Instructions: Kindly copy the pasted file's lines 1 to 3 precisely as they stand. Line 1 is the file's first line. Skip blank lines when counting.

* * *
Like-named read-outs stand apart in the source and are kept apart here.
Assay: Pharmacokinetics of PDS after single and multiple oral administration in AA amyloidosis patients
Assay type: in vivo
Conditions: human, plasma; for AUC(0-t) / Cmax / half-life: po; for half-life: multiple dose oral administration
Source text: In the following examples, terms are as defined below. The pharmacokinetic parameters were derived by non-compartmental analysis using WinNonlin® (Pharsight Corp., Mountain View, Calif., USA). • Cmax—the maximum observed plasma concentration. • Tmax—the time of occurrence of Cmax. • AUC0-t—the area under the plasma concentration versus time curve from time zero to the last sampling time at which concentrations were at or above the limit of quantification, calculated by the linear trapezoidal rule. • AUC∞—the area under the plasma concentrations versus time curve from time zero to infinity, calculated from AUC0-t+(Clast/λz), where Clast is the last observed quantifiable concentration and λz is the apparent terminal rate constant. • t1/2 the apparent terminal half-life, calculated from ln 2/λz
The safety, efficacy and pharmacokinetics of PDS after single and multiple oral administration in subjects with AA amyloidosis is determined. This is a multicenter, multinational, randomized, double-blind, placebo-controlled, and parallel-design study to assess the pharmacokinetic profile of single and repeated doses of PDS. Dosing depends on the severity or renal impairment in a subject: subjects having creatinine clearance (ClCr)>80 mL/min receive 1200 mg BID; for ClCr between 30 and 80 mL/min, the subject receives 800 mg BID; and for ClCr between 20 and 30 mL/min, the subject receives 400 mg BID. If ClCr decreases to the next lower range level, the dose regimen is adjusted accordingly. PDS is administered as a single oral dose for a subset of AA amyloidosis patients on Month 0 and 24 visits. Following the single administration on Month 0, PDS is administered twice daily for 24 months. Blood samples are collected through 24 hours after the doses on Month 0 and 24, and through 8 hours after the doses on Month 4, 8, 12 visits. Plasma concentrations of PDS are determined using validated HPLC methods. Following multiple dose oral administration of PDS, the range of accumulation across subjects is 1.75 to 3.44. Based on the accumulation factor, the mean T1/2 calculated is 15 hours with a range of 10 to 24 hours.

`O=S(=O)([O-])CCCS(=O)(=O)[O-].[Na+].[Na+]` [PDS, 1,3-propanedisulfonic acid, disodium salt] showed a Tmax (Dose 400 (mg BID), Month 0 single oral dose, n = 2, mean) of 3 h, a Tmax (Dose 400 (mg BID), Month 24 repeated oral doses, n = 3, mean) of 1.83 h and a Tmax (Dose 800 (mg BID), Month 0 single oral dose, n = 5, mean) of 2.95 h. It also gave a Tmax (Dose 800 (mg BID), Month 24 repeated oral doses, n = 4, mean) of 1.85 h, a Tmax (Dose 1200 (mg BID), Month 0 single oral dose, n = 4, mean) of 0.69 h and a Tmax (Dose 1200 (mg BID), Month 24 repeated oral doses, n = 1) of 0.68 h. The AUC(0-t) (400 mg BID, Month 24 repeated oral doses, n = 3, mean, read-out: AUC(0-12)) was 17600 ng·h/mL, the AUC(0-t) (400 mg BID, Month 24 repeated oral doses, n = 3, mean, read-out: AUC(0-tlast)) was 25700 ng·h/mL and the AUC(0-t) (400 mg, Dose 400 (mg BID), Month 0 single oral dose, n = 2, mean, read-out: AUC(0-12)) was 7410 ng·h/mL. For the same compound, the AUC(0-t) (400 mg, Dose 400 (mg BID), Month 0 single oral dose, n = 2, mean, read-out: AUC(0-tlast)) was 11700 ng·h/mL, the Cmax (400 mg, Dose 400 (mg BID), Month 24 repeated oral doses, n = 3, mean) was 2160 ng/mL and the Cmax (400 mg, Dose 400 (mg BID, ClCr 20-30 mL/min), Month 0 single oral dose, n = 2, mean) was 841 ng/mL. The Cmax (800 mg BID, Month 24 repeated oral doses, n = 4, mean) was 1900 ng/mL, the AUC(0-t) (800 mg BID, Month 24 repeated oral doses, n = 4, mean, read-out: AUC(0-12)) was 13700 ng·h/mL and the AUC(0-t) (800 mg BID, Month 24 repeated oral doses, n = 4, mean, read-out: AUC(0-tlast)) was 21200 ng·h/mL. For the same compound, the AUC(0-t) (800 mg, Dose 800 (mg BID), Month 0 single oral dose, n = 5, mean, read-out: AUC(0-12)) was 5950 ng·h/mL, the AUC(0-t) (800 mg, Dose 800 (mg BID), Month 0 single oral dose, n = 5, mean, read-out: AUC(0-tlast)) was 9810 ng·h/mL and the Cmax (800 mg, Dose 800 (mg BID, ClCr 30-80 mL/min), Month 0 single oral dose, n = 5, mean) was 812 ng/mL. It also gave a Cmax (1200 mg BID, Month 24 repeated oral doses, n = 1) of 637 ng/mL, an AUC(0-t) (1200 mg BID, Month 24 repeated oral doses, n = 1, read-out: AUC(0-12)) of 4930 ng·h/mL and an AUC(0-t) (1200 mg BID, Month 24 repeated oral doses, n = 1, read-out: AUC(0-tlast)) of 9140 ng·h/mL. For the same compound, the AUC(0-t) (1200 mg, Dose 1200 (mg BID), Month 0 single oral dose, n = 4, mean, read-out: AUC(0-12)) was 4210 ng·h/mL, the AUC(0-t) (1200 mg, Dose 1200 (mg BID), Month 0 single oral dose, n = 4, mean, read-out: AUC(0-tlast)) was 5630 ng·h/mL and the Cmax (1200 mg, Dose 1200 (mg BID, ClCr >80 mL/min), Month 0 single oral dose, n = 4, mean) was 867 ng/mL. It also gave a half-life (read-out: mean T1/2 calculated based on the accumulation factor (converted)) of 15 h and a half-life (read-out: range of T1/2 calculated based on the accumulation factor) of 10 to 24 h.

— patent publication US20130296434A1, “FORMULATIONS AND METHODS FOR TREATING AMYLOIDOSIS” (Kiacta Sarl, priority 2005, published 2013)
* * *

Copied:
Like-named read-outs stand apart in the source and are kept apart here.
Assay: Pharmacokinetics of PDS after single and multiple oral administration in AA amyloidosis patients
Assay type: in vivo